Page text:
Last night I finished up the final, smallest case to top off my set of Thomas Jefferson book boxes.
This has been the largest single dovetailing project I've ever done. Well over 120 individual joints. All were cut by hand using the Lie-Nielsen thin plate dovetail saw. I'll say one thing. "Cut nail" joinery is looking mighty attractive right now.
Material is steamed beech, with three coats of Minwax Antique Oil. All surfaces are hand planed, followed up with paper to smooth the ends of the pins and tails.
The backs of the cases are 1/2" beech, with a beaded shiplap, just like in the article. I fastened the backs with clout nails. I imagine this case will be around for several hundred years.
I made a few changes to the design on the cases. First, on the base (plinth) I designed a cyma reversa with fillet profile instead of using the profile from Chris' cases. I thought the base needed a little beefing up, and this profile seemed to fit a little better to my eye. Next, I changed the dimensions of the cases slightly. The bottom case is the largest, with the case above a tad shorter. The rest of the cases are all from the plans. Thirdly, I changed the depth of the cases for two reason: to better fit the books I have, and so I could layout the dovetails so the spacing is consistent from case to case. I think this helps to unify the look of the piece, while still keeping the separate "book box" theme.
Here's what I like about this project.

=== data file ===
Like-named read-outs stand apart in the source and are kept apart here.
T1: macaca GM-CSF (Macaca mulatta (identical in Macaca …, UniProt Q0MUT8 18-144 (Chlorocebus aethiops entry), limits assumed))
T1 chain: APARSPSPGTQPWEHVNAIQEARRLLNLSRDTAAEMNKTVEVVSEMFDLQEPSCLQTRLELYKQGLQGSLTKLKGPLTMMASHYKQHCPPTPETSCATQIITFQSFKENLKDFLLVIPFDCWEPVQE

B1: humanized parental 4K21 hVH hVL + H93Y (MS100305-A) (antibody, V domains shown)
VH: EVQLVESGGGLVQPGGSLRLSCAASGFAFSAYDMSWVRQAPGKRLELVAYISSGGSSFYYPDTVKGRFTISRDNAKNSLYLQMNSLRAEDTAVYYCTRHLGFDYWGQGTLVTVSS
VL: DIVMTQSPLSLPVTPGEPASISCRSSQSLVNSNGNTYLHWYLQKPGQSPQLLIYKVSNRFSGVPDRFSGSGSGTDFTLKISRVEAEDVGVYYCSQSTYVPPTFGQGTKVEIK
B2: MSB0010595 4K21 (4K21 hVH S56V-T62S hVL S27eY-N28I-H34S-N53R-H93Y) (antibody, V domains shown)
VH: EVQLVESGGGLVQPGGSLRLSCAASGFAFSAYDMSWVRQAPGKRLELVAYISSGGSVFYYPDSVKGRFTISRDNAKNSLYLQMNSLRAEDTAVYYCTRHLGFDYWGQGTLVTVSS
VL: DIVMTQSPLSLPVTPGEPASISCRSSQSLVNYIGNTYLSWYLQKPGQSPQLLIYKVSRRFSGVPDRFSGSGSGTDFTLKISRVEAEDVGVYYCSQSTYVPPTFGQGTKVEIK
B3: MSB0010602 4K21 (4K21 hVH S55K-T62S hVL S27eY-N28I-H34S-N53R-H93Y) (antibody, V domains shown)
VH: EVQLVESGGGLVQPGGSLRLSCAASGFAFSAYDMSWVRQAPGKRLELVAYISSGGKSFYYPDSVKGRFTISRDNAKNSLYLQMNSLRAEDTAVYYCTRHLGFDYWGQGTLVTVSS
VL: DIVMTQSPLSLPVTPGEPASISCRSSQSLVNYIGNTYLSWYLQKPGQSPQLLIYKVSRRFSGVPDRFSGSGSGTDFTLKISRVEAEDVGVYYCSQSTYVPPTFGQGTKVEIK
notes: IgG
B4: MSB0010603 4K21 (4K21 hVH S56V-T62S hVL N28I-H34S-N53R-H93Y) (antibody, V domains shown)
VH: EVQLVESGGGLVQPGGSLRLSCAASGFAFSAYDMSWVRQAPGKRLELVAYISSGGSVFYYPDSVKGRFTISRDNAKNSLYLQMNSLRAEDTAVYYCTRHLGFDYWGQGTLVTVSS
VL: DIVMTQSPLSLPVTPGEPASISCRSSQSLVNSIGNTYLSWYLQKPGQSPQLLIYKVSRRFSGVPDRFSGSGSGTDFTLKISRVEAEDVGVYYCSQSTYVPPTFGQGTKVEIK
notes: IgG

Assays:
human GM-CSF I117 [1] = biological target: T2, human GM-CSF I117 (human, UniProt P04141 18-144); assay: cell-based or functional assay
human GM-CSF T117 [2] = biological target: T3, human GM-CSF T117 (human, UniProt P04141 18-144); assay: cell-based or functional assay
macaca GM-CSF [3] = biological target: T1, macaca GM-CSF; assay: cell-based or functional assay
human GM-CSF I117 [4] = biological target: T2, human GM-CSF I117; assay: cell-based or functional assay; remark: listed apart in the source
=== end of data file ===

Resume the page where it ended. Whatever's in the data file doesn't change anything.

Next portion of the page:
1. The cases are all the same. Same layout, same marking gauge settings. I could get setup to build one, and then finish the rest without mental effort.
2. The 48" wide cases work well for wide uninterrupted spans. And this works because each shelf is in effect 1-1/2" thick, especially when the cases are assembled and screwed together from underneath each "shelf" pair. Couple this with the solid back nailed to the back of each horizontal member and you end up with a very rigid structure.
3. The cases do not dominate the shop. I milled all the wood for the entire project in one shot, then stickered it in the corner of the shop as I built each box one at a time. First I built the plinth and lowest case, finished it, took it in the house, and then moved onto the next box. I never had more than one box taking up shop space at a time.
4. Our Moxon vise was indispensable for this project. There are a few commercial versions of the Moxon vise available on the market now. And I've used a few of them, including a couple shop-made versions. I am absoltely spoiled on the handwheels. Their mass and virtually friction-free movement meant I could focus entirely on precision sawing. Frustrating workholding really disrupts my concentration. The Moxon has been wonderful.
Here are some more pics of the piece, in my office.